Now let me pause for a moment, and let me thank and acknowledge those who are on the front lines of this fight: I am proud, so very proud, of our emergency responders, our doctors, our nurses, our respiratory therapists, and our nursing home professionals. Please join me in giving them thanks.
Let me also express thanks to those in this General Assembly that have engaged in health care as part of their normal activities of life, and yet you have this responsibility as well.
Since I declared a public health emergency on March 11, four weeks ago, we have taken aggressive and unprecedented measures to stop the spread of this contagion.
But all of this has been done with a realization that these emergency actions have caused people to lose their jobs and their livelihood. It has caused some businesses to close and others to scale back. And in each one of these cases it is heartbreaking to me and to our state to see our fellow citizens pay the consequences in that fashion.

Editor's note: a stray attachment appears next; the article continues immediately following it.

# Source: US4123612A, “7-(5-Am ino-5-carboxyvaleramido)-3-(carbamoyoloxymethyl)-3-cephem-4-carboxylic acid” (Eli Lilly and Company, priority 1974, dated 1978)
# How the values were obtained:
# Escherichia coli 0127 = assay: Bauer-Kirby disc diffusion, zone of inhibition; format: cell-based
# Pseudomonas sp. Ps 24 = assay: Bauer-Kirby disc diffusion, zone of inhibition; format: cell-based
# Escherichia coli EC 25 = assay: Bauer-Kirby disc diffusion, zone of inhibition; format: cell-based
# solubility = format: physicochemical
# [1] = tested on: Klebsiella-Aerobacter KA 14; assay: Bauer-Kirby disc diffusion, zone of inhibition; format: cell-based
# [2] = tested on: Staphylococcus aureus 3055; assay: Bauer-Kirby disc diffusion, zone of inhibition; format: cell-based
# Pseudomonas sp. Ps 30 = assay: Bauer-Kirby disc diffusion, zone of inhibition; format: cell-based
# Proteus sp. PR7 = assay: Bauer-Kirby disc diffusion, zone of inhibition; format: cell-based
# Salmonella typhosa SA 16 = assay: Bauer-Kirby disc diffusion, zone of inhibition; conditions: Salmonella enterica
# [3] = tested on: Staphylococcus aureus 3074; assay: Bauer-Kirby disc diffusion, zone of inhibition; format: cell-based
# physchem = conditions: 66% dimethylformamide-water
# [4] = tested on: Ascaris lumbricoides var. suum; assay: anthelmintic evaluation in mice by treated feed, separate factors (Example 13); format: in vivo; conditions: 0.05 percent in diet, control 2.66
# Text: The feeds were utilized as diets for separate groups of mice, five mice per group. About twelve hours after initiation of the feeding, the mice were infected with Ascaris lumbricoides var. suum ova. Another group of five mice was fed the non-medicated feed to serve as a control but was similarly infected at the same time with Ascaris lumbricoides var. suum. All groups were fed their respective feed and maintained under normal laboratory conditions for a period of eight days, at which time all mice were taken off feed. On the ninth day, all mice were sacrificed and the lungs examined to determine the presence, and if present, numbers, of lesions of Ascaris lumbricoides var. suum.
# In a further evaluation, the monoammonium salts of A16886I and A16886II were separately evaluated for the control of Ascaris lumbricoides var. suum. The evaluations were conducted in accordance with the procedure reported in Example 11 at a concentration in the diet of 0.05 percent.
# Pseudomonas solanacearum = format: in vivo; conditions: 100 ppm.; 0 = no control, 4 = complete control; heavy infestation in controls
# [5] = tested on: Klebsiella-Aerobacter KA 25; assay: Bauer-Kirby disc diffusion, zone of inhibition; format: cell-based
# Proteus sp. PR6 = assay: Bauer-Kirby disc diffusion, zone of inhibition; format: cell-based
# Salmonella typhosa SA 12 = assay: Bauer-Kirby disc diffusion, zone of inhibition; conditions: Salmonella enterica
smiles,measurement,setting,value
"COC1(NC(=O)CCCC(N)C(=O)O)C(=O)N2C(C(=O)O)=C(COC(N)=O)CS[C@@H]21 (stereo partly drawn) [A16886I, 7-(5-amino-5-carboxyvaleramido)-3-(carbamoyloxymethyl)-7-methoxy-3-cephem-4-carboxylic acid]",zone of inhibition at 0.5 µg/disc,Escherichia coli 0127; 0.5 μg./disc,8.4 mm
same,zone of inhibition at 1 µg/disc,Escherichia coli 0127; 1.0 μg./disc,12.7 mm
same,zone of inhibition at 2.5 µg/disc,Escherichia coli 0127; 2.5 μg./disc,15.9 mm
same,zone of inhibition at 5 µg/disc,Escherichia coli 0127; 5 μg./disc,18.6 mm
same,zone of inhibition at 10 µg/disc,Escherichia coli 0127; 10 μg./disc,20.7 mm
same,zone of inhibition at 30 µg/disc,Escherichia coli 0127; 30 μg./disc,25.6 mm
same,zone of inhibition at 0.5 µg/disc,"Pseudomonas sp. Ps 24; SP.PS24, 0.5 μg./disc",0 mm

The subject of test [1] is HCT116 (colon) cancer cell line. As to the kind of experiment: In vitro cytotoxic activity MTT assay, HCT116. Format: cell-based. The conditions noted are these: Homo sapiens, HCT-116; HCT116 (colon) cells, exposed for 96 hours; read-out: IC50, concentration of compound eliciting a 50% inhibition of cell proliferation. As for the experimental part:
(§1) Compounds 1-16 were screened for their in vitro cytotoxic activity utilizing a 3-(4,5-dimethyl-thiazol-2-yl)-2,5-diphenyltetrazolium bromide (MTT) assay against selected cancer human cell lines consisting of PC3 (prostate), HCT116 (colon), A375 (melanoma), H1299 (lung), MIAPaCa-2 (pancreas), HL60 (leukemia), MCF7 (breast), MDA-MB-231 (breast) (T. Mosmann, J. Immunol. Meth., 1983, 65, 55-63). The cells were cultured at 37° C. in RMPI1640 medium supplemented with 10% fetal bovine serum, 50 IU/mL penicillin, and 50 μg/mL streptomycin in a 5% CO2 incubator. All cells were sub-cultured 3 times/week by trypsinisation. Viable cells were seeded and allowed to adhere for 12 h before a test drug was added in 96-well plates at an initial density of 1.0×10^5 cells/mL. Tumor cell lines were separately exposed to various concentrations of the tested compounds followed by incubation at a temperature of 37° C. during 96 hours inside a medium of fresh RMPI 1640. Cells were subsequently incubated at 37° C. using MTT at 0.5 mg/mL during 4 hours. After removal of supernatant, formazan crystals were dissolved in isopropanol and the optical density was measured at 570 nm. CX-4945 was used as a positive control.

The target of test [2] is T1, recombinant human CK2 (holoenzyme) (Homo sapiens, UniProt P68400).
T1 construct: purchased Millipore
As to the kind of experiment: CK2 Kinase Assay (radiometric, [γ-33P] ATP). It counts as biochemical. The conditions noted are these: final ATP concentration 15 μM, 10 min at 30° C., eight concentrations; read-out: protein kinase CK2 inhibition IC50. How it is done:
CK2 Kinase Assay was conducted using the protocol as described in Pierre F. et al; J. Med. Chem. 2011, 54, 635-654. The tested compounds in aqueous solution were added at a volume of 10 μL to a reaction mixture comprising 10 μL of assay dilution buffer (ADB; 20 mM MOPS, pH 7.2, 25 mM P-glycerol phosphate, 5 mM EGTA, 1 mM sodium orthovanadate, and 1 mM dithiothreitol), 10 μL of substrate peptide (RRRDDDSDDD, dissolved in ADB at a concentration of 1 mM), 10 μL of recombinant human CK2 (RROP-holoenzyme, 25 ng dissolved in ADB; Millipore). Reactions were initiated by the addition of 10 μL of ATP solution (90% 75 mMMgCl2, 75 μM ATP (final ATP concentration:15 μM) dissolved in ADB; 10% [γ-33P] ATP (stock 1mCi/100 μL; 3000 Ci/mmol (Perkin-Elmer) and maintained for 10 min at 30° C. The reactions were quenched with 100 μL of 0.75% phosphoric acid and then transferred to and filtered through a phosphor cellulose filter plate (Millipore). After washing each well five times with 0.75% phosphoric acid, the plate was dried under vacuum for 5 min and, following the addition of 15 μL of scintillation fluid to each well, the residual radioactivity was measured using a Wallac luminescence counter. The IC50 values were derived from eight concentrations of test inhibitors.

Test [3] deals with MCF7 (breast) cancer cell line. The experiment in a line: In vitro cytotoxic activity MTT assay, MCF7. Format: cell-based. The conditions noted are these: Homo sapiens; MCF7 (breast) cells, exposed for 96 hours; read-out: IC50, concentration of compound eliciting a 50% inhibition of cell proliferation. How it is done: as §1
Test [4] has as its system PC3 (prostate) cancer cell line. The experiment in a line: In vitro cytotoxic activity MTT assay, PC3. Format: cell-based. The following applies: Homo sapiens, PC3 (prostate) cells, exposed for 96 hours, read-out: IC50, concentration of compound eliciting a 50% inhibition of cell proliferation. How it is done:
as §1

I expect that our unemployment claims will continue to rise, all the result of this historic pandemic. There has been nothing like it in our lifetime. We have processed over 110,000 claims to date.
For those who have suffered business losses, our message is that we are working to get financial assistance to you. In our bridge loan program, we have provided almost $3 million in assistance to 130 applicants. These are bridge loans until federal resources come to bear and help these businesses.